Review Summary: Don’t take the bland and boring moniker seriously; Fair is much better than its name.
If you’re familiar with the bands of Tooth & Nail Records, chances are you are also familiar with Seattle producer Aaron Sprinkle – you probably just don’t know it yet, unless you’re a liner notes junkie. Having helmed scores of T&N records from the likes of Anberlin, Demon Hunter, Emery, The Almost, MxPx, and Project 86, as well as credits on records from Gatsbys American Dream, Eisley, and Acceptance, Sprinkle has been one of the more underrated producers in the indie scene for a few years now. Prior to forming the alternative rock act Fair, however, his production tendencies had seemed at odds with his own previous solo material and bands, Poor Old Lu and Rose Blossom Punch. Where Sprinkle the artist seemed to prefer sparse and raw production, Sprinkle the producer gained a reputation for creating big walls of sound that gleamed with a glossy finish – but occasionally seemed soulless.
His latest project, Fair, is certainly slickly and expertly handled – you would expect nothing less from a guy whose name seems to appear on the back cover of every third album at Best Buy – but on The Best Worst-Case Scenario
, Sprinkle avoids unnecessary bells-and-whistles that would threaten to detract from a beautiful yet bittersweet musical landscape. And, really, no studio magic is needed here, because Sprinkle again shows his gift for writing seemingly laid-back melodies that nonetheless capture the listener’s attention. Though it be docile, The Best Worst-Case Scenario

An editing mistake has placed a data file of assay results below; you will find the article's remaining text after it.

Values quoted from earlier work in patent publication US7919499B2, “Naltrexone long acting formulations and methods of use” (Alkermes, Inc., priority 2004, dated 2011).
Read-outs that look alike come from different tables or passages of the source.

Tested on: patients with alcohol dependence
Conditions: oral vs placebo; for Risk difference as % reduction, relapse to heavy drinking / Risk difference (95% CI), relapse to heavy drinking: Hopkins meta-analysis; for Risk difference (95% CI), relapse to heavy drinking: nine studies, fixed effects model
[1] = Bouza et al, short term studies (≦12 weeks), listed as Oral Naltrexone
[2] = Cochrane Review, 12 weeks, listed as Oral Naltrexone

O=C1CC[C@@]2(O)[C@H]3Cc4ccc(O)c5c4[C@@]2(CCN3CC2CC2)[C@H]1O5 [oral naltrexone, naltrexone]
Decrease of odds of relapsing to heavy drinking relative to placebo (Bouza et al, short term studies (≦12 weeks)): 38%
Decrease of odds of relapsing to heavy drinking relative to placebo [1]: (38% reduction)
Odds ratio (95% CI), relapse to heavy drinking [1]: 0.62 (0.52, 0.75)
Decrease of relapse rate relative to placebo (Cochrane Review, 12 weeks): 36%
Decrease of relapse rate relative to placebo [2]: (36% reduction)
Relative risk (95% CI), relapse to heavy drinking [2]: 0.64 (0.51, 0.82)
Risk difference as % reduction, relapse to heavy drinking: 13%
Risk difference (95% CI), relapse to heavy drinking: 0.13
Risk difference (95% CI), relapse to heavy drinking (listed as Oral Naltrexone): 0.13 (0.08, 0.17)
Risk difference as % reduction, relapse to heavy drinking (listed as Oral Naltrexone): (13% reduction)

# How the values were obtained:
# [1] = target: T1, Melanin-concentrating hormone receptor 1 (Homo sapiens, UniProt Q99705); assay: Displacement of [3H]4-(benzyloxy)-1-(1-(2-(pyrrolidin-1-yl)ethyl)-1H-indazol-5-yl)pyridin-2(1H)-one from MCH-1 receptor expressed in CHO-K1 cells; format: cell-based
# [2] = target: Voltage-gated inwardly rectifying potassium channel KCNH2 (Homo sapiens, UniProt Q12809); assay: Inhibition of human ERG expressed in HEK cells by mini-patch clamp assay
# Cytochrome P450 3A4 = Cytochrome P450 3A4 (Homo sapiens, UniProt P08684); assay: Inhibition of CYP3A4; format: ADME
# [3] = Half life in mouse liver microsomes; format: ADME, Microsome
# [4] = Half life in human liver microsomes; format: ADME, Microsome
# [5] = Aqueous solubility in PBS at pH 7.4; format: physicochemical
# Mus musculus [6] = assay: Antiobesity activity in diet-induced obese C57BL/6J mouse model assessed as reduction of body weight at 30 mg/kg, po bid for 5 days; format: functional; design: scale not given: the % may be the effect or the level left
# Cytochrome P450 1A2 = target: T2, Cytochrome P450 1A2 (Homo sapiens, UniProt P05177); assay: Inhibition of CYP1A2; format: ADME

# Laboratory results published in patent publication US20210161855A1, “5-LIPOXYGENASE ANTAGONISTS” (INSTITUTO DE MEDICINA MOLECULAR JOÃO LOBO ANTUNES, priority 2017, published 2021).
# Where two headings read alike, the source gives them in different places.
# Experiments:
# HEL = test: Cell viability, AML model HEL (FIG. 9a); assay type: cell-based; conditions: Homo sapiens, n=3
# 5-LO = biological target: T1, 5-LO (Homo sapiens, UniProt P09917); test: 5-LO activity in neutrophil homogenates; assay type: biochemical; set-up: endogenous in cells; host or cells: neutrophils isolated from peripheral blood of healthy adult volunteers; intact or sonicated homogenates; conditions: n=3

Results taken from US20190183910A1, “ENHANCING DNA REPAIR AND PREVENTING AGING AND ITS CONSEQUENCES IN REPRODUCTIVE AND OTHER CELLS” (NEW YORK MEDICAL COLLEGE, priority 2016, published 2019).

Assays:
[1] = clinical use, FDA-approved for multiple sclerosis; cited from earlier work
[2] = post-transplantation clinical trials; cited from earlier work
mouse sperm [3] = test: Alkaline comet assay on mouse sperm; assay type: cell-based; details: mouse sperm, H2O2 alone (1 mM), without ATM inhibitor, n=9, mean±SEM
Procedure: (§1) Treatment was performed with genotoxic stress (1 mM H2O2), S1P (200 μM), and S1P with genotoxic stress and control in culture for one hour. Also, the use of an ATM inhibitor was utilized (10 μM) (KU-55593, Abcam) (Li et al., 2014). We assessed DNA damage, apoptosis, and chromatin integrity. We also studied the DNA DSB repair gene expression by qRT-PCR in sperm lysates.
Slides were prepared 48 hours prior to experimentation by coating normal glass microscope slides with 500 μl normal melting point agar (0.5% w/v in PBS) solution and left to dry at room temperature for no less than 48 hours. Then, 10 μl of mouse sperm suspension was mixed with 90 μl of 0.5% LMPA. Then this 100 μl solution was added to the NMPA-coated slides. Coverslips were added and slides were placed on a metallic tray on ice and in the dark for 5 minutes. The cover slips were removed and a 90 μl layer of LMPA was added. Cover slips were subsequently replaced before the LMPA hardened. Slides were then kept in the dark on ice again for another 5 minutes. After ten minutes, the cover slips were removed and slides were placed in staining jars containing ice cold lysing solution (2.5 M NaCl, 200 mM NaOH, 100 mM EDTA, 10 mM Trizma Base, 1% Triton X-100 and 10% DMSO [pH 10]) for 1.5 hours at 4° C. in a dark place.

’s best moments are far more interesting and rewarding than run-of-the-mill angst-ridden bands of the present.
Drawing inspiration from the intermittently beautiful-and-depressing Pacific Northwest, Fair could be best be described as a streamlined version of The Decemberists or The Shins. The Best Worst-Case Scenario
lacks the former’s penchant for folksy storytelling and you probably won’t overhear Natalie Portman tell Zach Braff that Fair will change your life. Like The Shins and The Decemberists, however, Sprinkle and Co. craft melodies that manage to find the underlying sadness/uncertainty in an optimistic situation or the glimmer of hope in trying times. Fair is able to achieve this multi-faceted nature without coming off as heavy-handed or overly earnest; the moodiness of the album all seems very natural and honest.
The beauty of The Best Worst-Case Scenario
lies in its simplicity – some bands effectively stir emotion in the listener through chaotic riffing and desperate vocals, but Fair is able to get their point across in subdued tones and straightforward melodies. The simple two-note melody of “The Attic” and Sprinkle’s laid-back chorus of “Don’t leave me behind, don’t leave me alone; for I just may recall what brought me here
” doesn’t quite stir an adrenaline rush, but it is nonetheless surprisingly powerful. And even without heavy distortion or awe-inspiring technicality, Sprinkle’s piercing guitar, such as on “The Dumbfound Game” and “Pause,” strikes a deep emotional chord.
All the while, Sprinkle’s vocals are calm and in control, yet also hint at lingering emotions underneath. While some tracks on The Best Worst-Case Scenario
fail to stir any sentiment (“Get You Out Alive”), for the most part, the album’s less-is-more philosophy works very well. Perhaps the only legitimate complaint with the album is that Fair seems capable of producing a masterwork; and The Best Worst-Case Scenario
, consisting mostly of 3 ½ to 4 minute singles, never appears to have that goal in mind.
But what The Best Worst-Case Scenario
does accomplish, however, is impressive in and of itself. Through a clean and unpretentious alternative rock soundtrack, Aaron Sprinkle and Fair have created a moving album about the complexities of everyday human life. Don’t take the bland and boring moniker seriously; Fair is much better than its name.
The Dumbfound Game